How the conditions of the post photographic era relate to a particular area or institution of photography. Advertising and Fashion.
Continuous Partial Attention,
Bombardment of images
Everyone is a photographer, curator, marketing agent, advertiser, subject. Amateur Fashion blogs.
Professional change of role or disappearing.
Post photographic refers to the change from Analog or traditional photography to digital photography or imagery as it is not always a photograph. In a way it is no different from how it was believed photography would be the end of painting. However the evolution of digital photography must be tied in also to many other modern developments from digital sound, Internet Web. The medium has certainly evolved from the subject matter we photograph, to the way it is displayed and consumed. As semiotics was originally used to allow us to understand the undercurrents or intentions of image makers we now must look at algorithms and how we consume imagery. Its subconscious effect. It has been discussed widely the effects of young girls or women looking at the constant stream of thin models on magazine covers and billboards and its leading to low self esteem at best an Anorexia at its more extreme. We know that advertisements are meant to encourage us to buy things to create a desire to do this and yet as intelligent, education populations we do not often question this. We are constantly bombarded with images from them moment we awaken on our phones that we carry with us all day, we take a bus or car anywhere we see billboards, television subtle or not so subtle items or lifestyles are sold to us. One image moves on to the next perhaps some are arresting but mostly it is like a dripping tap of images. It must have an effect on our minds. The most recent phenomenon of Facebook “selfies”, beautiful coffee shots on our instagram or a glass of wine at a beautiful location. We have become pawns in the advertising world. We have been so exposed to it that we no longer know where it ends or where we begin.
In the preface of “motivation and personality” Maslow 1987. It is mentioned that the human being must always have something to aspire to a higher purpose which is fundamental to our functioning as human beings. If we achieve this and do not have a further aspiration than this can lead to boredom or aimlessness and generally unhappiness. It is worth questioning our digital networking and social media liking, sharing and our digital connections with hundreds of digital friends. What are we aspiring to. How much of our day is taken up with this activity. Is it merely a distraction we are living in a state of continuous Partial Attention to use the phrase originally coined by Linda Stone. Our selfies and images taken of our food, our environment. The fact that we walk around with pocket camera/ computers and can record our daily lives must also have a purpose. There are many online projects and blogs which have a purpose to connect communities …. help others in similar situations of difficulty or try to highlight social issues. However lets look mostly at our mimicking of advertisements. A set of semiotics originally understood for imagery we now mimic, we do this each time we take a picture of ourselves showing off our clothes, hair, makeup, location, lifestyle we are mimicking what we have seen for most of our lives all around us. We do not have a heightened awareness of the corporate, social and political ideas that we are reinforcing.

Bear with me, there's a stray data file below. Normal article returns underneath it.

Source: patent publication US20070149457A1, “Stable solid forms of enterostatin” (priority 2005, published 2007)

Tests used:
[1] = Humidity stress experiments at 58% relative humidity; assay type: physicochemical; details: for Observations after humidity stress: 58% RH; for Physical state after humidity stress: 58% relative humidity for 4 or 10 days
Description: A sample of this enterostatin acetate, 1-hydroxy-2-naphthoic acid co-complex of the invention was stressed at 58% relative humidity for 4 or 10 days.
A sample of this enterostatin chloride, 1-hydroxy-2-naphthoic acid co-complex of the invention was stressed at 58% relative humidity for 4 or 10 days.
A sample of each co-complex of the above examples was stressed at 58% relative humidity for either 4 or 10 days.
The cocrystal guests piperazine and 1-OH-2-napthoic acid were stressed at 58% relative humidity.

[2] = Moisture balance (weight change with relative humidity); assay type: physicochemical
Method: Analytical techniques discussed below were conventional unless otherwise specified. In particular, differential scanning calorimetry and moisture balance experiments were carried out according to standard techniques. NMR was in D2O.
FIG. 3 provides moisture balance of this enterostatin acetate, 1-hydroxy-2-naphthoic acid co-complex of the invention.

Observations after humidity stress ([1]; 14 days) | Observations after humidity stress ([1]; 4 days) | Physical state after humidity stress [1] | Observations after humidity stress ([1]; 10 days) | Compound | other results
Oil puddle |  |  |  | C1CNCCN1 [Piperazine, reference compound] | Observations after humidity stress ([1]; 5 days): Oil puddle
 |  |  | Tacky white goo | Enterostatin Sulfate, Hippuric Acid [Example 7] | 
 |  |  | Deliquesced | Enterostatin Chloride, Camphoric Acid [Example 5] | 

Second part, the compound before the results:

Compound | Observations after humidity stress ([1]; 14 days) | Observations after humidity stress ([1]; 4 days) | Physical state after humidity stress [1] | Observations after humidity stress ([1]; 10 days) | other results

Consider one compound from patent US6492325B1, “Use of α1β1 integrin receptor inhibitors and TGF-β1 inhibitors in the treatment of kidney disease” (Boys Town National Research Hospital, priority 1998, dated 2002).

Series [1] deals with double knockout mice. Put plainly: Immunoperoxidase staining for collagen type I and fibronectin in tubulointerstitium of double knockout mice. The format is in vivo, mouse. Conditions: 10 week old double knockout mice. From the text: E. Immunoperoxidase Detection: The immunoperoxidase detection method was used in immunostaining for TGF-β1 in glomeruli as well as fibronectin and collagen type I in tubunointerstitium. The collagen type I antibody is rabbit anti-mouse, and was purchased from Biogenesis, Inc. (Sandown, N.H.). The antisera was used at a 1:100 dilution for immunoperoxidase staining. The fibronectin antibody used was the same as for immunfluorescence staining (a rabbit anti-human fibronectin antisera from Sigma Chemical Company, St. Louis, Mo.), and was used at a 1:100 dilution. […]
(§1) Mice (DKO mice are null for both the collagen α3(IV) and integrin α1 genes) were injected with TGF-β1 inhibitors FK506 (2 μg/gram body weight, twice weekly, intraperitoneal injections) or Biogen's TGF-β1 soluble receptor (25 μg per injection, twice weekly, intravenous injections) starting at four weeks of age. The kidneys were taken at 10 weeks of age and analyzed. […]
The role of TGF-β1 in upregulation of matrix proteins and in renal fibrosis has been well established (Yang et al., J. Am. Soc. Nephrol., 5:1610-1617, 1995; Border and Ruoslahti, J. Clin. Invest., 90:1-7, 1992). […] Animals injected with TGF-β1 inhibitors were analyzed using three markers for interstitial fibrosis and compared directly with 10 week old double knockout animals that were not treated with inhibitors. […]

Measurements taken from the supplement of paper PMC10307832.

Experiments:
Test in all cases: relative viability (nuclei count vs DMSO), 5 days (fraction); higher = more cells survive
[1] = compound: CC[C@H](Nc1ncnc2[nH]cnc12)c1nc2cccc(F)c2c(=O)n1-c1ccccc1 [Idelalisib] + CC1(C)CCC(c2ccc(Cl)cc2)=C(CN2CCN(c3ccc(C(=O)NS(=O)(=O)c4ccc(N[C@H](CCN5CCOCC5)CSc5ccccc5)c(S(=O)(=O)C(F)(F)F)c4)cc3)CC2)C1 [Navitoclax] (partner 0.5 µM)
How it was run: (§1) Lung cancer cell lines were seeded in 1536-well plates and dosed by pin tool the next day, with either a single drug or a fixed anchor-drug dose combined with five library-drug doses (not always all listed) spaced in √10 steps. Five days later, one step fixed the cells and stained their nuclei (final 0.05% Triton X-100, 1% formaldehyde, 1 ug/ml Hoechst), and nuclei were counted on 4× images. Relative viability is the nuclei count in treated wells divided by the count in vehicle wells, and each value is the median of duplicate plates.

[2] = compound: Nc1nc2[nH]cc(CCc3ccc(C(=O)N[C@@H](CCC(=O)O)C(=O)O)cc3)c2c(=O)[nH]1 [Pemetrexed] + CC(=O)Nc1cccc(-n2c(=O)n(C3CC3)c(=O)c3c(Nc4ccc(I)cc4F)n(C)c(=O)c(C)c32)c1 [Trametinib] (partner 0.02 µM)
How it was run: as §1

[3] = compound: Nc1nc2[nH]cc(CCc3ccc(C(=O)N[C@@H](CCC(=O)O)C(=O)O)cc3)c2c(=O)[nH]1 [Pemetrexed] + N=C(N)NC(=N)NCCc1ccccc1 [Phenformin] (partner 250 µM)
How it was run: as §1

We have turned our selves into marketing and advertising kings. Constantly reinforcing the types of images that we see in advertisements on billboards, our phone and computer screens. We like share promote everything we see. We do not feel we are being pushed into buying items but the constant bombardment of such images means that we are part of a network of people showing looking what I have, look how I look, wear the clothes I wear and look and feel good. We are advertising a consumer environment no matter what it is. We are mimicking advertisements so in some cases photographers, advertisers and even models feel they have been replaced by those who have their own blogs. The reality is there is a shift a bit like reality TV whereby supposed real people living real lives. Blogs follow this line whereby when we look at a blog of a peer who is fashionable, has a successful happy life we aspire to be them and so we buy into the idea. However each pose or image of food or a handbag is mimicked on a subconscious imagery we have from being constantly exposed. Therefore those who have blogs will still subconsciously looking at fashion magazines and runway shows for inspiration even if they do not realise how much influence it has on them.
Digital has changed many platforms initially allowing unknown artists to gain recognition. This has been seen also in the fashion world with bloggers with an article in Vogue recently criticising bloggers for their way of approaching fashion as if there was only one traditional way. Professional photographers complaining about how anyone with a camera can be published. Perhaps in the traditional sense things have changed but whether it is positive or negative on society can be debated in many ways. But it must be discussed. “Network behaviours, of both data and human users, circumvent and challenge representational hierarchies established by analogue media and this is as much the case for museum collection and display as it is for journalism, record or entertainment.” :97 Lister 2013.